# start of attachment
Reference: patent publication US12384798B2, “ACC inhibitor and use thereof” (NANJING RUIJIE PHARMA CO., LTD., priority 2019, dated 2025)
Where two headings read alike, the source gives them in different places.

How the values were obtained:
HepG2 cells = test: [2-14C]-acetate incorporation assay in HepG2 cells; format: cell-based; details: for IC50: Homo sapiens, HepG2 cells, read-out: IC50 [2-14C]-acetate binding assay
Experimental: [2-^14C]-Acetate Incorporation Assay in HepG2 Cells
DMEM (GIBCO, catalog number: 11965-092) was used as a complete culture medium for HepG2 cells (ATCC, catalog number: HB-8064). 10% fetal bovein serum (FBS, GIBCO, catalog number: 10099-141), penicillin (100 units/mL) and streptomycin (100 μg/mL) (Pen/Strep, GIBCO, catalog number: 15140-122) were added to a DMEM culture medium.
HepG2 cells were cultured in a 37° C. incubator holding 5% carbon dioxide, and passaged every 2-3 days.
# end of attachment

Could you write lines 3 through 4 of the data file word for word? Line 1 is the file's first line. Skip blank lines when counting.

How the values were obtained:
HepG2 cells = test: [2-14C]-acetate incorporation assay in HepG2 cells; format: cell-based; details: for IC50: Homo sapiens, HepG2 cells, read-out: IC50 [2-14C]-acetate binding assay